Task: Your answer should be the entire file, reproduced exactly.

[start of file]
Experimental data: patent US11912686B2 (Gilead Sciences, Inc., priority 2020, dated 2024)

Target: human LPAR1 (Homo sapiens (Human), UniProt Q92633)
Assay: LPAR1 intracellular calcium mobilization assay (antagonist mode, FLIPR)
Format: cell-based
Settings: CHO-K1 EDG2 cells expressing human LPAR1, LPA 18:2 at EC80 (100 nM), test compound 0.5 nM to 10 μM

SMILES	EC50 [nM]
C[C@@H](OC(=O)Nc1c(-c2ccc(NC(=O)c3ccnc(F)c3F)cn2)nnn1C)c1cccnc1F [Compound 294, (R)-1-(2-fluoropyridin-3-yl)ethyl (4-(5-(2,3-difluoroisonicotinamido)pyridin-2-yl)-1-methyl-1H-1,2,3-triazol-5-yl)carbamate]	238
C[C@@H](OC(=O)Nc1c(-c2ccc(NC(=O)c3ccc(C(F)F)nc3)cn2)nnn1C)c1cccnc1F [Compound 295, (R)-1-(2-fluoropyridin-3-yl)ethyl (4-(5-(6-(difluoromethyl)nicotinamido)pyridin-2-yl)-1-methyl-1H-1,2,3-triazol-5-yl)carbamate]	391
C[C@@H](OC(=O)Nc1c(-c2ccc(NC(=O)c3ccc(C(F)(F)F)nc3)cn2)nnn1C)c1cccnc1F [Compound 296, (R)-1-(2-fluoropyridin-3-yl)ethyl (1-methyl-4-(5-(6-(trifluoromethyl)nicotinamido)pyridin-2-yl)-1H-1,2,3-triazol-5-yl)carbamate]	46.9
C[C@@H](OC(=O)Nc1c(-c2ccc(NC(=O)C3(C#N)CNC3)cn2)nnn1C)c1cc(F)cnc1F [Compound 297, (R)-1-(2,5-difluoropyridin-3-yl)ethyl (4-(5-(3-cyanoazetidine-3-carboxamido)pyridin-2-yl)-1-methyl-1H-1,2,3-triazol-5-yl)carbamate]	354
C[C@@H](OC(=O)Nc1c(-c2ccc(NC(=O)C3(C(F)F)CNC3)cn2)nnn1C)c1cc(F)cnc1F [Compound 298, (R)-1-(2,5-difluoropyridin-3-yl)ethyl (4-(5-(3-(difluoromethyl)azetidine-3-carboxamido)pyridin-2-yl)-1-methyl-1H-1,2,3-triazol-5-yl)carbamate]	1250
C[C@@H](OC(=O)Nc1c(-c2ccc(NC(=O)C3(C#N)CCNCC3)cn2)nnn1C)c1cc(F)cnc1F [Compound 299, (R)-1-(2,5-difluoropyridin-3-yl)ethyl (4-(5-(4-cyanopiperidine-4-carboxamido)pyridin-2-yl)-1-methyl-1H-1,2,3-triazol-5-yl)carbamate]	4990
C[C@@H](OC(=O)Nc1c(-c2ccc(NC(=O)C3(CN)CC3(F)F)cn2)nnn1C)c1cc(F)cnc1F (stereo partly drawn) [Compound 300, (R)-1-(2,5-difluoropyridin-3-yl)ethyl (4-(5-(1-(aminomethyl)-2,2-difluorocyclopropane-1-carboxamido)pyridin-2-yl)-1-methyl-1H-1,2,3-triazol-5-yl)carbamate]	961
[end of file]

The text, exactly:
Experimental data: patent US11912686B2 (Gilead Sciences, Inc., priority 2020, dated 2024)

Target: human LPAR1 (Homo sapiens (Human), UniProt Q92633)
Assay: LPAR1 intracellular calcium mobilization assay (antagonist mode, FLIPR)
Format: cell-based
Settings: CHO-K1 EDG2 cells expressing human LPAR1, LPA 18:2 at EC80 (100 nM), test compound 0.5 nM to 10 μM

SMILES	EC50 [nM]
C[C@@H](OC(=O)Nc1c(-c2ccc(NC(=O)c3ccnc(F)c3F)cn2)nnn1C)c1cccnc1F [Compound 294, (R)-1-(2-fluoropyridin-3-yl)ethyl (4-(5-(2,3-difluoroisonicotinamido)pyridin-2-yl)-1-methyl-1H-1,2,3-triazol-5-yl)carbamate]	238
C[C@@H](OC(=O)Nc1c(-c2ccc(NC(=O)c3ccc(C(F)F)nc3)cn2)nnn1C)c1cccnc1F [Compound 295, (R)-1-(2-fluoropyridin-3-yl)ethyl (4-(5-(6-(difluoromethyl)nicotinamido)pyridin-2-yl)-1-methyl-1H-1,2,3-triazol-5-yl)carbamate]	391
C[C@@H](OC(=O)Nc1c(-c2ccc(NC(=O)c3ccc(C(F)(F)F)nc3)cn2)nnn1C)c1cccnc1F [Compound 296, (R)-1-(2-fluoropyridin-3-yl)ethyl (1-methyl-4-(5-(6-(trifluoromethyl)nicotinamido)pyridin-2-yl)-1H-1,2,3-triazol-5-yl)carbamate]	46.9
C[C@@H](OC(=O)Nc1c(-c2ccc(NC(=O)C3(C#N)CNC3)cn2)nnn1C)c1cc(F)cnc1F [Compound 297, (R)-1-(2,5-difluoropyridin-3-yl)ethyl (4-(5-(3-cyanoazetidine-3-carboxamido)pyridin-2-yl)-1-methyl-1H-1,2,3-triazol-5-yl)carbamate]	354
C[C@@H](OC(=O)Nc1c(-c2ccc(NC(=O)C3(C(F)F)CNC3)cn2)nnn1C)c1cc(F)cnc1F [Compound 298, (R)-1-(2,5-difluoropyridin-3-yl)ethyl (4-(5-(3-(difluoromethyl)azetidine-3-carboxamido)pyridin-2-yl)-1-methyl-1H-1,2,3-triazol-5-yl)carbamate]	1250
C[C@@H](OC(=O)Nc1c(-c2ccc(NC(=O)C3(C#N)CCNCC3)cn2)nnn1C)c1cc(F)cnc1F [Compound 299, (R)-1-(2,5-difluoropyridin-3-yl)ethyl (4-(5-(4-cyanopiperidine-4-carboxamido)pyridin-2-yl)-1-methyl-1H-1,2,3-triazol-5-yl)carbamate]	4990
C[C@@H](OC(=O)Nc1c(-c2ccc(NC(=O)C3(CN)CC3(F)F)cn2)nnn1C)c1cc(F)cnc1F (stereo partly drawn) [Compound 300, (R)-1-(2,5-difluoropyridin-3-yl)ethyl (4-(5-(1-(aminomethyl)-2,2-difluorocyclopropane-1-carboxamido)pyridin-2-yl)-1-methyl-1H-1,2,3-triazol-5-yl)carbamate]	961